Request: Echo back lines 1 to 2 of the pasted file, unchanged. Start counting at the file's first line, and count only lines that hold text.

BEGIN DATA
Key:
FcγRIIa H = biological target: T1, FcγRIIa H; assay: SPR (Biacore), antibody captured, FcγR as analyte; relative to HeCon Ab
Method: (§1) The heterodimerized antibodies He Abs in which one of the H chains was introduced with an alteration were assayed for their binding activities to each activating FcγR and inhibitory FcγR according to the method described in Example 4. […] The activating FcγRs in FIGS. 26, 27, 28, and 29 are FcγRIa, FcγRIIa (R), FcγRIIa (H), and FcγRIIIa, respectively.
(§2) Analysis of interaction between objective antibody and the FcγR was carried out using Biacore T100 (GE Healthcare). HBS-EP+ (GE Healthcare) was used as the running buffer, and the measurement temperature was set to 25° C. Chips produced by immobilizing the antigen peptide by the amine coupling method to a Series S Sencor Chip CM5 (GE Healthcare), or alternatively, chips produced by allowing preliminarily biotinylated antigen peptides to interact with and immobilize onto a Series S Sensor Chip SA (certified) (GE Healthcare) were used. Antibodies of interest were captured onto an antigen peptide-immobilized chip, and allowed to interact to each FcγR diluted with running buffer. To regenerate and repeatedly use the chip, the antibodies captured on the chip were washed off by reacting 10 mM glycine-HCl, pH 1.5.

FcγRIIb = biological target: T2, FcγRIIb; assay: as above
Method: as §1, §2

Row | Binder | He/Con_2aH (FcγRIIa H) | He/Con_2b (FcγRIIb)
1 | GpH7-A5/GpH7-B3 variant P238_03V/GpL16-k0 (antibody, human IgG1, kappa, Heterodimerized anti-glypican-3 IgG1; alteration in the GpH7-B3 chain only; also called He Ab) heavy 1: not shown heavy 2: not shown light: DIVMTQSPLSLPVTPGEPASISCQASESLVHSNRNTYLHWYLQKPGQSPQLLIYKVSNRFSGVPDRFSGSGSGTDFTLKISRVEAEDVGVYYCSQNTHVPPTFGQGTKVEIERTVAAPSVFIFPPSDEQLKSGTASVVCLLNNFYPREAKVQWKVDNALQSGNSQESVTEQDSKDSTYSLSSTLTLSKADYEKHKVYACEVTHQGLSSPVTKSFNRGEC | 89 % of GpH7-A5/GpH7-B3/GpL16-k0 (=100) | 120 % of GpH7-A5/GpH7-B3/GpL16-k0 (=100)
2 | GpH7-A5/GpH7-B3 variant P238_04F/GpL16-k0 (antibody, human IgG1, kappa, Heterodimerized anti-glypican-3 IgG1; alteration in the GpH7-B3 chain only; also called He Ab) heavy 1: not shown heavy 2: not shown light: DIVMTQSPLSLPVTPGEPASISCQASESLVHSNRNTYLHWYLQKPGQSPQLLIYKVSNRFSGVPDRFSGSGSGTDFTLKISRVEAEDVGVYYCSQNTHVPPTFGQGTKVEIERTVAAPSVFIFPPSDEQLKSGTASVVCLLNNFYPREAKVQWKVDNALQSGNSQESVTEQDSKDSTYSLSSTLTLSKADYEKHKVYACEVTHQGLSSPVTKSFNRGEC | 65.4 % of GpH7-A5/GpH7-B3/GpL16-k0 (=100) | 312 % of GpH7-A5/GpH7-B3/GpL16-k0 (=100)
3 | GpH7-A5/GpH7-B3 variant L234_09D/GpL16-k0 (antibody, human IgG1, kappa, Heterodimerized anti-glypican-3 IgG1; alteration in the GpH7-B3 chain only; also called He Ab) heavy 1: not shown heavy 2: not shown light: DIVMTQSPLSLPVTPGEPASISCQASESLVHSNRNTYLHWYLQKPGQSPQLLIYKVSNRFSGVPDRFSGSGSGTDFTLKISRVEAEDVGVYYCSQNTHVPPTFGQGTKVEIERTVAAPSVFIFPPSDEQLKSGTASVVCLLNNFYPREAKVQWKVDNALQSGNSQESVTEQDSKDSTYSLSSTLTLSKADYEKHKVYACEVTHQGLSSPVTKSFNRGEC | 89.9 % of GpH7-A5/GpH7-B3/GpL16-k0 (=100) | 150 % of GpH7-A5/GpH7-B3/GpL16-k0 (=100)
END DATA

Key:
FcγRIIa H = biological target: T1, FcγRIIa H; assay: SPR (Biacore), antibody captured, FcγR as analyte; relative to HeCon Ab